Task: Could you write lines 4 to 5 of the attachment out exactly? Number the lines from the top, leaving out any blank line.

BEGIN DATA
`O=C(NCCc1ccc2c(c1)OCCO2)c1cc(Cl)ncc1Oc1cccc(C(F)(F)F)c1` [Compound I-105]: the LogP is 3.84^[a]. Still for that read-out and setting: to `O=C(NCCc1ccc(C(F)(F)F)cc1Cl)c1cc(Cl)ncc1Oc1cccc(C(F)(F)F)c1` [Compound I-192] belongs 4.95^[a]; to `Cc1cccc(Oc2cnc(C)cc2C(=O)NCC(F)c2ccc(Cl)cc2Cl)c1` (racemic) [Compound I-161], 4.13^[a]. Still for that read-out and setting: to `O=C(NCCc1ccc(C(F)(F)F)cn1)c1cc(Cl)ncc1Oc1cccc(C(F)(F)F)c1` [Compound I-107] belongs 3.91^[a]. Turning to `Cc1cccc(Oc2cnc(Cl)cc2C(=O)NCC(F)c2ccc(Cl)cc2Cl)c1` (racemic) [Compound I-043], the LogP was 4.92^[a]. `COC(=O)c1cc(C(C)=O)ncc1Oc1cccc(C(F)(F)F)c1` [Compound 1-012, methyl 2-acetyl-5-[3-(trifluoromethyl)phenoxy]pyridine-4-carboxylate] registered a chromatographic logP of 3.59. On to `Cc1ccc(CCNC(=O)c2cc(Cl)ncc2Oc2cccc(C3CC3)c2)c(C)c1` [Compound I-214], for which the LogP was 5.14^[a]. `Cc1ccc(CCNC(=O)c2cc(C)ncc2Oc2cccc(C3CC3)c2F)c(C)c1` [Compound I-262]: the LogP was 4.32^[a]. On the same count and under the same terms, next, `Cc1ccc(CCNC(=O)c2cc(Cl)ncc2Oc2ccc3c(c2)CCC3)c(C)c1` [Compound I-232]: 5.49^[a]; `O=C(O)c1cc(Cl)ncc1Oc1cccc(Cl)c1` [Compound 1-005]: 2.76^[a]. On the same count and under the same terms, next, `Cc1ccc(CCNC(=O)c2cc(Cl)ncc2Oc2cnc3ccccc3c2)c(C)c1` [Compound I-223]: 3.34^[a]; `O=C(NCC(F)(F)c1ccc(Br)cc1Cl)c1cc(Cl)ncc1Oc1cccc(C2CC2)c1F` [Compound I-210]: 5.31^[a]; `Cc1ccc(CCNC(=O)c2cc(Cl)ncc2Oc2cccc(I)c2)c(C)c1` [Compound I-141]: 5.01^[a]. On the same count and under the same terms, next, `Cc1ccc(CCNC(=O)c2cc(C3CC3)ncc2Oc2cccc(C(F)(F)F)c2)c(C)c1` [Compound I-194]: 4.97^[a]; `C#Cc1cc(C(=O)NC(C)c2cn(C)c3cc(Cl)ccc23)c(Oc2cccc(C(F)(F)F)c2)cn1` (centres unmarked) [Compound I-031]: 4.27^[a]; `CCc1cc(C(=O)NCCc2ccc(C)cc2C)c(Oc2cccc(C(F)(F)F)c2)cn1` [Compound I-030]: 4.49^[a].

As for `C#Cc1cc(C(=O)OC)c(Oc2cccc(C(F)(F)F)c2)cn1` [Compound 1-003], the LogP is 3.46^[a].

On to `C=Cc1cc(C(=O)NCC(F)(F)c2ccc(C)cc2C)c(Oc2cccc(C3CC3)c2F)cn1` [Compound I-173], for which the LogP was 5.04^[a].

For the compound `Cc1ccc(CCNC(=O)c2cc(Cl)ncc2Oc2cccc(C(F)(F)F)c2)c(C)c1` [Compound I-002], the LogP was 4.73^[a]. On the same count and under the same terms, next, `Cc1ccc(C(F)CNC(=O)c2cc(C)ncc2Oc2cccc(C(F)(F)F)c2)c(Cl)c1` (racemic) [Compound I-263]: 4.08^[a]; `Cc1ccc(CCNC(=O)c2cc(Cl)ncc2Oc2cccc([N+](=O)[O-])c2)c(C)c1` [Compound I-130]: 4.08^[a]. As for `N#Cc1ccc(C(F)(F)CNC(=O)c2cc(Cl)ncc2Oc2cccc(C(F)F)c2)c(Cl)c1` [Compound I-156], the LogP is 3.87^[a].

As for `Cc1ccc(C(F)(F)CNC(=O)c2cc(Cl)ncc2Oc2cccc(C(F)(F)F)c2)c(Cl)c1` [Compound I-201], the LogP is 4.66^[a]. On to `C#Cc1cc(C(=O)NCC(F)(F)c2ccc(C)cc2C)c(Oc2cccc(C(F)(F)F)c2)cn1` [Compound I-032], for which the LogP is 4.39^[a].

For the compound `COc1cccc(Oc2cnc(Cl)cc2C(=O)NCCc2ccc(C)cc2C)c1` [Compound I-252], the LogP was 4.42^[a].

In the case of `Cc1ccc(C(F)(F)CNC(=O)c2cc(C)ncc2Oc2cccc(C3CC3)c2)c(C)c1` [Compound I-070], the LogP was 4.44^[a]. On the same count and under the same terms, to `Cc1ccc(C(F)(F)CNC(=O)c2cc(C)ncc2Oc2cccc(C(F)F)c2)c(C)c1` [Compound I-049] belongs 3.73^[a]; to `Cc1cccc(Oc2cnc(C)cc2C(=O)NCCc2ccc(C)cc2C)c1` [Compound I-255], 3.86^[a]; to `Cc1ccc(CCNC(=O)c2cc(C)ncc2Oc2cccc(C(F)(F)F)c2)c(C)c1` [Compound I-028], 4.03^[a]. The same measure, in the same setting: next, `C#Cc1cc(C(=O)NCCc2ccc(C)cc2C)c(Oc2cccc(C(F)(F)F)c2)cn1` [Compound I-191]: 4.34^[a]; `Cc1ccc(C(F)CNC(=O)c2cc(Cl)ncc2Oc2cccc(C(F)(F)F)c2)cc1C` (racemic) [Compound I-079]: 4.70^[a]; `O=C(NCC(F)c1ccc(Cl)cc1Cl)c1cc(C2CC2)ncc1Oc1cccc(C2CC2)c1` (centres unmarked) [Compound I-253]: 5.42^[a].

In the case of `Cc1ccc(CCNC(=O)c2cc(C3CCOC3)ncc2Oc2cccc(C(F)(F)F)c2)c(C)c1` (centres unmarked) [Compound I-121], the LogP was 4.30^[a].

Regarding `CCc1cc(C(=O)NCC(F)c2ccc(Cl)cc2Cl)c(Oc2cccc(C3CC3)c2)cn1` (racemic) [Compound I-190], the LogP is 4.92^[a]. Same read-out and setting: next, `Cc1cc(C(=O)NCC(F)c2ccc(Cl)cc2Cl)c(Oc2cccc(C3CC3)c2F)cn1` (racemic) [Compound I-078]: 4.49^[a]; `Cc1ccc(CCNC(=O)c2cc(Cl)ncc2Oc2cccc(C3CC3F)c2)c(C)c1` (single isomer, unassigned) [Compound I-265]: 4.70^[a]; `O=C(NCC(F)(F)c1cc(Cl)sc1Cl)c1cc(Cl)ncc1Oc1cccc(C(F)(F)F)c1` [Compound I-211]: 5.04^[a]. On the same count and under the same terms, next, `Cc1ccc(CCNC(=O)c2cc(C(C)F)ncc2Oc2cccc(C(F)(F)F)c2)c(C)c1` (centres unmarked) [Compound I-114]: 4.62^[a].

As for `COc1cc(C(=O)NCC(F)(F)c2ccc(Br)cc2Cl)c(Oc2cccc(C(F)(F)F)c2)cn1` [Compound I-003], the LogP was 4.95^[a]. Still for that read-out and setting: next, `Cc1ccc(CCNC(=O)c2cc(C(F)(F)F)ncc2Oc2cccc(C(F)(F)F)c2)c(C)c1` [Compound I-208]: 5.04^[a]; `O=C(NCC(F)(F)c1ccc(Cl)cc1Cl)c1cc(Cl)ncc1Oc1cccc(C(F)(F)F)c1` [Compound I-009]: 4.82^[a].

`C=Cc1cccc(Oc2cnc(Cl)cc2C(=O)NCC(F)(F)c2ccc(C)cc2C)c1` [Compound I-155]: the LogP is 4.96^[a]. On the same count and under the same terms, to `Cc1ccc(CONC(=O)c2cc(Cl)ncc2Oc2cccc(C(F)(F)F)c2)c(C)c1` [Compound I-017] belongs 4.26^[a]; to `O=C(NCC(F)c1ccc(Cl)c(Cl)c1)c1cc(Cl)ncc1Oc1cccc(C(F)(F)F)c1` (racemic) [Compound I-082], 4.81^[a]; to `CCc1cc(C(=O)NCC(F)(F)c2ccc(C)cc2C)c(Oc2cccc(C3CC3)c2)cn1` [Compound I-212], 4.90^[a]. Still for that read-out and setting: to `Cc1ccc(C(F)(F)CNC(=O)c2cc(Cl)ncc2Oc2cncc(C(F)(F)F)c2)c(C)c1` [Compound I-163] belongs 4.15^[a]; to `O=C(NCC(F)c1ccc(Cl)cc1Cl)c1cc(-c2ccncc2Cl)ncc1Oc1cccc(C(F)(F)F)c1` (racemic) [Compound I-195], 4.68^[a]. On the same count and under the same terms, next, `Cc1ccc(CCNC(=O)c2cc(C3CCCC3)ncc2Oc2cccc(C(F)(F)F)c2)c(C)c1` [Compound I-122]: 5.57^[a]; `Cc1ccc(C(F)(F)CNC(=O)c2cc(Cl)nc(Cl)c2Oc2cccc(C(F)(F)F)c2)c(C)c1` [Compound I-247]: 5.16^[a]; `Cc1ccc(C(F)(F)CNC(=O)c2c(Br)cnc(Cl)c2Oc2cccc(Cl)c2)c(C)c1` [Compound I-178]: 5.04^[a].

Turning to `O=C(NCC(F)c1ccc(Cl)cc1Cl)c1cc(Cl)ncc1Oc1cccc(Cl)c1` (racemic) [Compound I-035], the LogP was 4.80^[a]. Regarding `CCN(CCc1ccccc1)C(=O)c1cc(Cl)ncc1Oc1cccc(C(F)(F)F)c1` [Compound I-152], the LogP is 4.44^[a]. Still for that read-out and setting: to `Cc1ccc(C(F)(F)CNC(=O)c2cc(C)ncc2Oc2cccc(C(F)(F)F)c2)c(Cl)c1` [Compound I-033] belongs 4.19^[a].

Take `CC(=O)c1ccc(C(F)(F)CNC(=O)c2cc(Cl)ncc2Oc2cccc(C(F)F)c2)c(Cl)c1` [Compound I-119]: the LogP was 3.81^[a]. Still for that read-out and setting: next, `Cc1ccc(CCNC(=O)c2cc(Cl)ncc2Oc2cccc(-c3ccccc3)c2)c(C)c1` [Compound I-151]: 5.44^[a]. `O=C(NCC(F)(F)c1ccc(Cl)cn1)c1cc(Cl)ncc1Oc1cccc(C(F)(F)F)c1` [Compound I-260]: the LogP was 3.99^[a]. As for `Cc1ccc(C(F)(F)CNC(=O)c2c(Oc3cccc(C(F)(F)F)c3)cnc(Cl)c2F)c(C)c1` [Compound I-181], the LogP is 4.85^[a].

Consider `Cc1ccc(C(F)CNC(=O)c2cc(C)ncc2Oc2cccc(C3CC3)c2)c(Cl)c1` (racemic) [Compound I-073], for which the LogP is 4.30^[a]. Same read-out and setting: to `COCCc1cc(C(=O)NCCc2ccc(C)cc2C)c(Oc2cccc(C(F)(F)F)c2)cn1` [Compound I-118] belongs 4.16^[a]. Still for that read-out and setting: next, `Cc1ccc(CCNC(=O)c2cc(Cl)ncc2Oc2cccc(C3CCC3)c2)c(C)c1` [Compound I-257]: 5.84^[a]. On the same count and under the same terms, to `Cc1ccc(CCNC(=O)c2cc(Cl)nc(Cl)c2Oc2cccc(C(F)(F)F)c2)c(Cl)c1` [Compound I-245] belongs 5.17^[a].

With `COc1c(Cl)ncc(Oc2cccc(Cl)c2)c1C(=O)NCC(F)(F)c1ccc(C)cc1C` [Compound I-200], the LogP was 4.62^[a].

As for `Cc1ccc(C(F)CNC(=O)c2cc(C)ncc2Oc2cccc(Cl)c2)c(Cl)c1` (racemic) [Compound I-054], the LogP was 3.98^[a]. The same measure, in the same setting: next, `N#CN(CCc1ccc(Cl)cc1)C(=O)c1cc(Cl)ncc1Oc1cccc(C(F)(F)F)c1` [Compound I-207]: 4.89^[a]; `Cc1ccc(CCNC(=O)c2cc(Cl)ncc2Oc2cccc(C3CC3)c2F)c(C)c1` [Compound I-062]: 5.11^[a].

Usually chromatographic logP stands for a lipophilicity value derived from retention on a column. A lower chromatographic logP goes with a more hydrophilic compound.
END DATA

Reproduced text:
For the compound `Cc1ccc(CCNC(=O)c2cc(Cl)ncc2Oc2cccc(C(F)(F)F)c2)c(C)c1` [Compound I-002], the LogP was 4.73^[a]. On the same count and under the same terms, next, `Cc1ccc(C(F)CNC(=O)c2cc(C)ncc2Oc2cccc(C(F)(F)F)c2)c(Cl)c1` (racemic) [Compound I-263]: 4.08^[a]; `Cc1ccc(CCNC(=O)c2cc(Cl)ncc2Oc2cccc([N+](=O)[O-])c2)c(C)c1` [Compound I-130]: 4.08^[a]. As for `N#Cc1ccc(C(F)(F)CNC(=O)c2cc(Cl)ncc2Oc2cccc(C(F)F)c2)c(Cl)c1` [Compound I-156], the LogP is 3.87^[a].

As for `Cc1ccc(C(F)(F)CNC(=O)c2cc(Cl)ncc2Oc2cccc(C(F)(F)F)c2)c(Cl)c1` [Compound I-201], the LogP is 4.66^[a]. On to `C#Cc1cc(C(=O)NCC(F)(F)c2ccc(C)cc2C)c(Oc2cccc(C(F)(F)F)c2)cn1` [Compound I-032], for which the LogP is 4.39^[a].